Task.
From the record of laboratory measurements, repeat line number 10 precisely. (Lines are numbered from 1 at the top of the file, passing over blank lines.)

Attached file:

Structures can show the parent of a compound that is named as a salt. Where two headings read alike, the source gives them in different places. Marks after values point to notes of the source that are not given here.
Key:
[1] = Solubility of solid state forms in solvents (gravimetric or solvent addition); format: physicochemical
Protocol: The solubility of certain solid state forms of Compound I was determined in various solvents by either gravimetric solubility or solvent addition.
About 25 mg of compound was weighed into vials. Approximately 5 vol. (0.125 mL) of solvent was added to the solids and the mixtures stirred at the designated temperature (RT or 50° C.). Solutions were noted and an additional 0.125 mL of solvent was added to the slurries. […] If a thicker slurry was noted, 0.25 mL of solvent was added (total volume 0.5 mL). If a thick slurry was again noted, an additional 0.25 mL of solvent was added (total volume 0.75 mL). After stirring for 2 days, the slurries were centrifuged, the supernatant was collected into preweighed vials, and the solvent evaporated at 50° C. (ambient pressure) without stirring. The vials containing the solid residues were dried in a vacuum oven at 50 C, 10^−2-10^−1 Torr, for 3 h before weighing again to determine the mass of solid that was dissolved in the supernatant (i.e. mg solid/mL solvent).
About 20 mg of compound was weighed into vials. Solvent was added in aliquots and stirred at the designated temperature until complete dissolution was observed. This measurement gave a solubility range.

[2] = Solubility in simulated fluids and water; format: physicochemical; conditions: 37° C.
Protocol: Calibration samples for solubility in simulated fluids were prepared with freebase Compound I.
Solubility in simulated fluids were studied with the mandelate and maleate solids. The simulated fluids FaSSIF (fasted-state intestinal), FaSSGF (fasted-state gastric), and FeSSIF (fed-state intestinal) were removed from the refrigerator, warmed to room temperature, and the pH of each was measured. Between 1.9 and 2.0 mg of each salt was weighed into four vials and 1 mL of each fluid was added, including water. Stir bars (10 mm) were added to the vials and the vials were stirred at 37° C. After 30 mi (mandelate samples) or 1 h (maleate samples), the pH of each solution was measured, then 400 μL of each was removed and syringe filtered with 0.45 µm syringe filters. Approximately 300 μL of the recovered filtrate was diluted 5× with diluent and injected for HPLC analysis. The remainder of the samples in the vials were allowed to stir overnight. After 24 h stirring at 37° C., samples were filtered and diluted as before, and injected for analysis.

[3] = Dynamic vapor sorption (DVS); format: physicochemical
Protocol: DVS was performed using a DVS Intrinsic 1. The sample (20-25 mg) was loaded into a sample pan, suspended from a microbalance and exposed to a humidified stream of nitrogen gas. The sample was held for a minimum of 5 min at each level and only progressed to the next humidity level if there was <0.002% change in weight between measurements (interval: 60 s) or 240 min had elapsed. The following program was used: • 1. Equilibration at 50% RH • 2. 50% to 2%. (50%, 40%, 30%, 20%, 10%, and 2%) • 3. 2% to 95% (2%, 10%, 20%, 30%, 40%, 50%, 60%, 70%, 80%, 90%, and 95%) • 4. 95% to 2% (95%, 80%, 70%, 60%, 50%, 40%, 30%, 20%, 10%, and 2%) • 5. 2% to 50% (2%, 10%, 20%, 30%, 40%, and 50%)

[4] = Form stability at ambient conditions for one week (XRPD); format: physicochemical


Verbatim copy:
[3] = Dynamic vapor sorption (DVS); format: physicochemical